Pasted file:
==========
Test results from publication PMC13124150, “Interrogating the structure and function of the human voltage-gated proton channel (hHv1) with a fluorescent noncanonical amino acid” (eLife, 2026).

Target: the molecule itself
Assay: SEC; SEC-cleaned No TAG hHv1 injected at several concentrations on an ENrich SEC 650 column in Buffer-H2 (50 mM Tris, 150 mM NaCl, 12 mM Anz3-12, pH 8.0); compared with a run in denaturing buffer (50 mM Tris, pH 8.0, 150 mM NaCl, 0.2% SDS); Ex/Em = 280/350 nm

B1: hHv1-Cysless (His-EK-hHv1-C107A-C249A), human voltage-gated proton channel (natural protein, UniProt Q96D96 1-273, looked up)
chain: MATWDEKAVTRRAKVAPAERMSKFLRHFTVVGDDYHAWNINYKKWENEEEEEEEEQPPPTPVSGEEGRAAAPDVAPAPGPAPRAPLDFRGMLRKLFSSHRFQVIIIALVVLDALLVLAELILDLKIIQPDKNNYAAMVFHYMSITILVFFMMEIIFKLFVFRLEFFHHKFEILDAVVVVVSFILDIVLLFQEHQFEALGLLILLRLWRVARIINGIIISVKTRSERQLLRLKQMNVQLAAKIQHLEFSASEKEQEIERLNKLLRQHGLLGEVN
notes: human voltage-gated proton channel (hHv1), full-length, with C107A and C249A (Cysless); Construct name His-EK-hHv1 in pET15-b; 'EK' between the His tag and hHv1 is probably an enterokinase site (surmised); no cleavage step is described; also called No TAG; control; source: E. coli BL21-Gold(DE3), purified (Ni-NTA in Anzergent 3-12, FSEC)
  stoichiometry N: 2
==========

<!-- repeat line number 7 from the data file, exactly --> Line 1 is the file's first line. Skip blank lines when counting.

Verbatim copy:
  stoichiometry N: 2